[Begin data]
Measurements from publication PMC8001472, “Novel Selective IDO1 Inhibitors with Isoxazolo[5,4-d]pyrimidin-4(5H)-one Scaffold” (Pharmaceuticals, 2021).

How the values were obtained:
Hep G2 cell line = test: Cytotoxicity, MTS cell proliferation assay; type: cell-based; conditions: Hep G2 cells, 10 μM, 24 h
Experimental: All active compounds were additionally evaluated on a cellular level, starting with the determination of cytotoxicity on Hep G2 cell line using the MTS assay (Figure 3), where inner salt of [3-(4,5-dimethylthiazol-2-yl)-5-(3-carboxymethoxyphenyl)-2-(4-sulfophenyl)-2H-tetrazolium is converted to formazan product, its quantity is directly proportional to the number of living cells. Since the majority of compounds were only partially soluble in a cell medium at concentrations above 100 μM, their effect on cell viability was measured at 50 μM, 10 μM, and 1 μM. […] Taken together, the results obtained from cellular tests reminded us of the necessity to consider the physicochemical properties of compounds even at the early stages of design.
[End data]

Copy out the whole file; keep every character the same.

Measurements from publication PMC8001472, “Novel Selective IDO1 Inhibitors with Isoxazolo[5,4-d]pyrimidin-4(5H)-one Scaffold” (Pharmaceuticals, 2021).

How the values were obtained:
Hep G2 cell line = test: Cytotoxicity, MTS cell proliferation assay; type: cell-based; conditions: Hep G2 cells, 10 μM, 24 h
Experimental: All active compounds were additionally evaluated on a cellular level, starting with the determination of cytotoxicity on Hep G2 cell line using the MTS assay (Figure 3), where inner salt of [3-(4,5-dimethylthiazol-2-yl)-5-(3-carboxymethoxyphenyl)-2-(4-sulfophenyl)-2H-tetrazolium is converted to formazan product, its quantity is directly proportional to the number of living cells. Since the majority of compounds were only partially soluble in a cell medium at concentrations above 100 μM, their effect on cell viability was measured at 50 μM, 10 μM, and 1 μM. […] Taken together, the results obtained from cellular tests reminded us of the necessity to consider the physicochemical properties of compounds even at the early stages of design.